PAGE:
There's an old expression: "All dressed up but nowhere to go!" This phrase has been interpreted to mean being completely prepared for an event that fails to materialize. This is sometimes true with persons who do a Revocable or Living Trust but fail to fund it. They are prepared to avoid probate but this objective--avoiding probate--fails to materialize because assets are not in the Trust at tht time of death.
When person establishing a Trust (soemtimes called a "Settlor") does not take the steps necessary to fund the Trust, in most instances a probate will be necessary in order to allow the transfer or liquidation of those assets. This would apply to most assets which are titled only in the Settlor's name and which do not have a beneficiary or a POD designation.
Having a Living Trust has a number of advantages. A person can set up the Trust so that their assets can by-pass probate. This saves on time and expense in the distribution of the person's assets. In addition, by not going through probate, the distribution is private and not subjected to public disclosure.
Many times clients who have a Living Trust ask whether they also should also have a Last Will & Testament. After all, doesn't the Trust do essentially everything without needing the Will? Most experienced estate planning lawyers would agree that the answer is a resounding "yes." Even though you have a Trust, you should still have a Will--a special kind of Will often referred to as a "Pour-Over Will."
When a person establishes a Living or Revocable Trust, it is necessary to transfer certain assets into the Trust. Estate attorneys often call this "funding the Trust." Assets such as real estate, brokerage accounts, stocks, etc. can be transferred into the name of the Trust. When it comes to funding, clients often ask, should I title my vehicle(s) in the Trust?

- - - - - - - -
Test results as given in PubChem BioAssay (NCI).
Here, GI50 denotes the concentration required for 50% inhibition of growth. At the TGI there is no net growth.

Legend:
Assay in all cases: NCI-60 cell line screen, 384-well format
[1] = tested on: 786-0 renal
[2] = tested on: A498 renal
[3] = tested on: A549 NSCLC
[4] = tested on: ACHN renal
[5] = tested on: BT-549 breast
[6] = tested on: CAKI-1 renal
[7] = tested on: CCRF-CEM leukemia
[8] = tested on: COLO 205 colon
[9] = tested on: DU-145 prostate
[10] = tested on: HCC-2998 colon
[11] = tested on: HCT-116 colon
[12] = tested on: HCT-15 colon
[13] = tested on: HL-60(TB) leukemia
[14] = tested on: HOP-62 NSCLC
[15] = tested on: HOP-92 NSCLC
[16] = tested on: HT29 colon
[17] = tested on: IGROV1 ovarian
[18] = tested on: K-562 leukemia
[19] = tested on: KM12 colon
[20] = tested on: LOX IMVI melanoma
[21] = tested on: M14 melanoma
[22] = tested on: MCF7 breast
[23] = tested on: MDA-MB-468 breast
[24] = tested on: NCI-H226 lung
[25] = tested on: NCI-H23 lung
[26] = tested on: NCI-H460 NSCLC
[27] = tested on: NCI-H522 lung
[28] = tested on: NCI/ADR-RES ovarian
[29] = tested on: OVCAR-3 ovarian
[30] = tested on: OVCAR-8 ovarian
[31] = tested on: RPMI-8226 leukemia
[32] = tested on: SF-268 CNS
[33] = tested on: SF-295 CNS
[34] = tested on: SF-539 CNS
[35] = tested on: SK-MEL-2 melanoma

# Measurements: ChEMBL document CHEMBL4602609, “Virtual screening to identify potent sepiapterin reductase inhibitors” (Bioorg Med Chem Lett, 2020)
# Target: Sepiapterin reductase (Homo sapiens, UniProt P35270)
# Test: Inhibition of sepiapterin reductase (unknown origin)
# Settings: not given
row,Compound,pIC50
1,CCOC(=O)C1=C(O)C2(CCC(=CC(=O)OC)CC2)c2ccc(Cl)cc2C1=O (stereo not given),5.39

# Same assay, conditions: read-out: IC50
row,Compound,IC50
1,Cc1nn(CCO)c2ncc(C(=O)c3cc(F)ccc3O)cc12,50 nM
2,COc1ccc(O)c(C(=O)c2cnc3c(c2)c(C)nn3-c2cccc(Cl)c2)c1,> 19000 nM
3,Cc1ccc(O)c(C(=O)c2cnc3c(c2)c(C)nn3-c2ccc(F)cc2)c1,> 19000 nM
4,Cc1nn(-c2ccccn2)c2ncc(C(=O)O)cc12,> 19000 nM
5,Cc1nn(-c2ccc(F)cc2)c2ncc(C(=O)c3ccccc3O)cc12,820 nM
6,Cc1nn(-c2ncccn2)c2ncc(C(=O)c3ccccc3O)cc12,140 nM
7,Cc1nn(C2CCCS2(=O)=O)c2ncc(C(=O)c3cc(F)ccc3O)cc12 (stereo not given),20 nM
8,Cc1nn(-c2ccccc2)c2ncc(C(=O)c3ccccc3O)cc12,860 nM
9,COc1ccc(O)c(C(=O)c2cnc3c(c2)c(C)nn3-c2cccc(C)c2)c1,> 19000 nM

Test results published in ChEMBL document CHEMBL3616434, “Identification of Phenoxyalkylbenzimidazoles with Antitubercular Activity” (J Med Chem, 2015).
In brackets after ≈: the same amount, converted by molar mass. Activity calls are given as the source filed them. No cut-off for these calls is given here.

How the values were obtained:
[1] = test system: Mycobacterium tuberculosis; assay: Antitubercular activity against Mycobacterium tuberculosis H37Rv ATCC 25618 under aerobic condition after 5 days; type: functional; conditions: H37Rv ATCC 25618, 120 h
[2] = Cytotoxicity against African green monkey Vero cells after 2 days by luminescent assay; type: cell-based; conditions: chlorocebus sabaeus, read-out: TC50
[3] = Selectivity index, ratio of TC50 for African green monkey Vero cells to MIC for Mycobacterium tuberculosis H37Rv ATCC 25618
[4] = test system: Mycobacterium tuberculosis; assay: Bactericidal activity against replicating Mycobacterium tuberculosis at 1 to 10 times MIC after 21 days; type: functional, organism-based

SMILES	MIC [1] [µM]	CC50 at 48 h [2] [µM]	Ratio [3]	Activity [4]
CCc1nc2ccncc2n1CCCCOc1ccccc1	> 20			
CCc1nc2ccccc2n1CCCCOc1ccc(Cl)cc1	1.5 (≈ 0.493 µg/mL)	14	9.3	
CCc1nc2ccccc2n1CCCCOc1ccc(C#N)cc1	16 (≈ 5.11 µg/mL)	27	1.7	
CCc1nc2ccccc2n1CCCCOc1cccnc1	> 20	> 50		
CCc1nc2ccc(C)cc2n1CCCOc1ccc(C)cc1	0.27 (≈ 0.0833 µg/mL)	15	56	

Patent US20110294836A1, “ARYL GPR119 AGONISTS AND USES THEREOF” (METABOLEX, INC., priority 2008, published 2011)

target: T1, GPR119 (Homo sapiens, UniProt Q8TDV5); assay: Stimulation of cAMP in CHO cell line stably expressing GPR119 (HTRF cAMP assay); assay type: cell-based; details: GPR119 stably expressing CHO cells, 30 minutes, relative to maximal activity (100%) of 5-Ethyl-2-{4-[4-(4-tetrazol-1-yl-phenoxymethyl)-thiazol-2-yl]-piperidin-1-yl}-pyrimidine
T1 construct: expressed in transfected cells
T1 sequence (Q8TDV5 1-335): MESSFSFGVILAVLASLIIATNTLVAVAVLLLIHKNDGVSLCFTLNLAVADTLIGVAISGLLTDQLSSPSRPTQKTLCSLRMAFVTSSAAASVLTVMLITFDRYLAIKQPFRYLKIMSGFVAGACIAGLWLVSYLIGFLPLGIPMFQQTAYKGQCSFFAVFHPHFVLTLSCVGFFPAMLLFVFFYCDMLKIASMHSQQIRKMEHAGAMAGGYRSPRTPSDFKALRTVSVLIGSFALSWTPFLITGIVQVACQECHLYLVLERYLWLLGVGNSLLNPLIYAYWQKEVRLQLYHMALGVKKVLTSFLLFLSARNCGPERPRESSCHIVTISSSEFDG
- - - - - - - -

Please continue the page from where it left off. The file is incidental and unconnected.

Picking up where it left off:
Estate planning attorneys often recommend that you transfer your assets into a Living Trust (also called a Revocable Trust). This process is sometimes called "funding" the Trust. By transferring assets into the Trust before death, you can avoid--or at least minimize--probate.
When clients execute a Living or Revocable Trust, one of the the first things about which their estate attorney should advise them is that their assets should be transferred into their Trust. This process is often called "funding" the Trust. Having a Trust without funding it is like having a vehicle with no gasoline...it won't get you very far!
When a person establishes a Living Trust (also sometimes called a "Revocable Trust" or an "Inter Vivos Trust"), they must "fund" the Trust in order to avoid probate.
If the Settlor does not take the steps necessary to fund a Living Trust, in most instances a probate will be necessary in order to allow the transfer or liquidation of the Settlor's assets. This would apply to most assets which are titled only in the Settlor's name and which do not have a beneficiary or a POD designation.
When a person establishes a Living Trust (also sometimes called a "Revocable Trust" or an "Inter Vivos Trust"), they have only taken the first step in implementing the Trust. The next step is to "fund" the Trust.